CAIRO — Senior officials resigned from Egypt's ruling National Democratic Party on Saturday in the latest government shake-up aimed at quelling the sweeping pro-democracy movement that's demanded President Hosni Mubarak's resignation.
Mubarak remains Egypt's president and head of the party, at least for now, but his son and onetime heir apparent, Gamal, was among the party leaders who resigned, according to Egyptian state media. Under Egyptian political laws he's no longer eligible to run for president.
Along with the installation of a reform-minded liberal as the party's new head, the move represents the latest effort by Mubarak and his allies to pacify the protesters while allowing the all-powerful party to manage a political transition that the Obama administration and other allies insist must begin now.
It wasn't immediately clear whether the protesters — a wildly diverse group who range from young liberals organized via Facebook to Islamists of the Muslim Brotherhood — would be swayed by the party's attempt to break with its past. The protesters, who have scheduled another major rally for Sunday in downtown Cairo's Tahrir Square, have said that nothing short of Mubarak's immediate resignation as head of state will bring an end to demonstrations that have paralyzed the country for 12 days.
Vice President Omar Suleiman met Saturday with opposition figures and Egyptian intellectuals for negotiations over a possible transition. Over the past two days the Obama administration has sketched out a scenario under which Mubarak would remain a figurehead leader but cede decision-making powers to Suleiman, Mubarak's longtime confidant and spy chief, by invoking a provision in the Egyptian constitution.
"The details of this transition will be worked by Egyptians," President Barack Obama said Friday. "And my understanding is that some discussions have begun."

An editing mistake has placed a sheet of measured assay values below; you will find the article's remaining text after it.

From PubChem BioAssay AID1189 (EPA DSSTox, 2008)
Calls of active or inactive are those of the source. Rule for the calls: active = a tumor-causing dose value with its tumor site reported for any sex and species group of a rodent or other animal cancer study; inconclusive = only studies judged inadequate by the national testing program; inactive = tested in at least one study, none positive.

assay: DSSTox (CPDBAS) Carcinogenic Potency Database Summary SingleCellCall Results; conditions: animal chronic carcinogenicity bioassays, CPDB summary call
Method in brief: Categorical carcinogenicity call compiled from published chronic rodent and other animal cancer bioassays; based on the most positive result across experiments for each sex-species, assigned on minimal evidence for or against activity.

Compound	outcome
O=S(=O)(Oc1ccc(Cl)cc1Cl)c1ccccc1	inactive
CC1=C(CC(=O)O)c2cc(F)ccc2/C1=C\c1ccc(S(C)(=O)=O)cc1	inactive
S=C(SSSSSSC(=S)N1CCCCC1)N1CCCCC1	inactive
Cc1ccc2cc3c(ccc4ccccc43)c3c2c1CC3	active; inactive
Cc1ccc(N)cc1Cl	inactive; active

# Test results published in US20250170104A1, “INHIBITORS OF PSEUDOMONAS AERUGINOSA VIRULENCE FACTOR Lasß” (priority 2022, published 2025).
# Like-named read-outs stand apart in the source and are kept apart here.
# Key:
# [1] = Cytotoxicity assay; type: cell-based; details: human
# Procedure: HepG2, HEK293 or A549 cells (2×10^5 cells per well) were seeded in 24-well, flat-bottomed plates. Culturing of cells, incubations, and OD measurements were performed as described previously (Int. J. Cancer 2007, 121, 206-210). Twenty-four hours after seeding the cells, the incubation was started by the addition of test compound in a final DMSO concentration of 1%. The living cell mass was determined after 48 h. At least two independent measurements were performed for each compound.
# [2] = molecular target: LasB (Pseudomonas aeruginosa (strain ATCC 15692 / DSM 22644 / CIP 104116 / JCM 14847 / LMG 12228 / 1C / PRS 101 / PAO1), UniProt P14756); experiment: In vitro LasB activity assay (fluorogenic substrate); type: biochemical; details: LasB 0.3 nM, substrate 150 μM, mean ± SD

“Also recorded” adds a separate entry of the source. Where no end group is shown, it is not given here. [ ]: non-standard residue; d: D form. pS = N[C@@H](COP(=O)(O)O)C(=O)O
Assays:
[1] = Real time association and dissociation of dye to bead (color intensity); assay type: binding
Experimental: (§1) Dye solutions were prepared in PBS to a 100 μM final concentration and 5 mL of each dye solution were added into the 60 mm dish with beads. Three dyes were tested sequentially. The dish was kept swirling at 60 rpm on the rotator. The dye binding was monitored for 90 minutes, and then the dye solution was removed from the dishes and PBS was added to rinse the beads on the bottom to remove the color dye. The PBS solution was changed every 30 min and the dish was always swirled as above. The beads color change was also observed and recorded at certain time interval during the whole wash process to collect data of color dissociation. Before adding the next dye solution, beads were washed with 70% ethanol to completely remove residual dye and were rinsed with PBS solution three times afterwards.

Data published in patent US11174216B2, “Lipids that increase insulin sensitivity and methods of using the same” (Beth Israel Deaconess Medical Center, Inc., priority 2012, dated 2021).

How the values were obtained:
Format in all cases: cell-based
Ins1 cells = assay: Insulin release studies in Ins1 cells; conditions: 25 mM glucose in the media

Some protesters reacted positively to news of the resignations, which included the secretary-general of the party, Safwat El Sharif. Sharif will be replaced by Hossam Badrawi, a reformer and physician.
But many others dismissed it as a ploy by Mubarak's allies to peel off some opposition groups from the protest movement while increasing pressure on the protesters to call off their demonstrations. The Egyptian government moved Saturday to reestablish normal life in the capital, calling for banks to reopen Sunday and carting off some burned vehicles and other detritus from Tahrir Square left by last week's violent clashes between protesters and Mubarak loyalists.
Several protesters objected to the White House's preference for Suleiman, the longtime head of the notorious Mukhabarat security service, to lead the transition.
"This is a totally unacceptable idea," said Hossam Hamalawy, a prominent journalist and activist who's participated in the demonstrations. "(Suleiman) has always the No. 2 man in the regime. Nothing happens in the country without his and Mubarak's approval.
"He is very close to the Americans and to the Israelis and it's out of the question that we will accept him as president or figurehead in the current regime, let alone pushing the transitional government."